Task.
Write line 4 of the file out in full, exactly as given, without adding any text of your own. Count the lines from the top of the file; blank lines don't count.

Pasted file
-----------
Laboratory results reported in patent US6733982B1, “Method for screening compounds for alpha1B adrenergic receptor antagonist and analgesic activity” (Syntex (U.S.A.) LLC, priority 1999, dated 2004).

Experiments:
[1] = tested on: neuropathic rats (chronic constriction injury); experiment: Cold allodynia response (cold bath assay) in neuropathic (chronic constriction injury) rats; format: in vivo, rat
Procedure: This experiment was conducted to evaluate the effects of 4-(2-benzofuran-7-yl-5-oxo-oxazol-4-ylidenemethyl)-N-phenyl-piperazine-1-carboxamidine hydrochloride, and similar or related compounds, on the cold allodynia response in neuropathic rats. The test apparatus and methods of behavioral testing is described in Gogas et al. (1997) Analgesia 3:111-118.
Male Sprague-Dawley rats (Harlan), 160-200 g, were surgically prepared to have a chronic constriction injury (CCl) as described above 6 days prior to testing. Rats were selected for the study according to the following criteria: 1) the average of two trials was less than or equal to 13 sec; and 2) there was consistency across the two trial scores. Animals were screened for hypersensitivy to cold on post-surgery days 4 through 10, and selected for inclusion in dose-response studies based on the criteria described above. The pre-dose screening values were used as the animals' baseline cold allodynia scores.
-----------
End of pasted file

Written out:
Procedure: This experiment was conducted to evaluate the effects of 4-(2-benzofuran-7-yl-5-oxo-oxazol-4-ylidenemethyl)-N-phenyl-piperazine-1-carboxamidine hydrochloride, and similar or related compounds, on the cold allodynia response in neuropathic rats. The test apparatus and methods of behavioral testing is described in Gogas et al. (1997) Analgesia 3:111-118.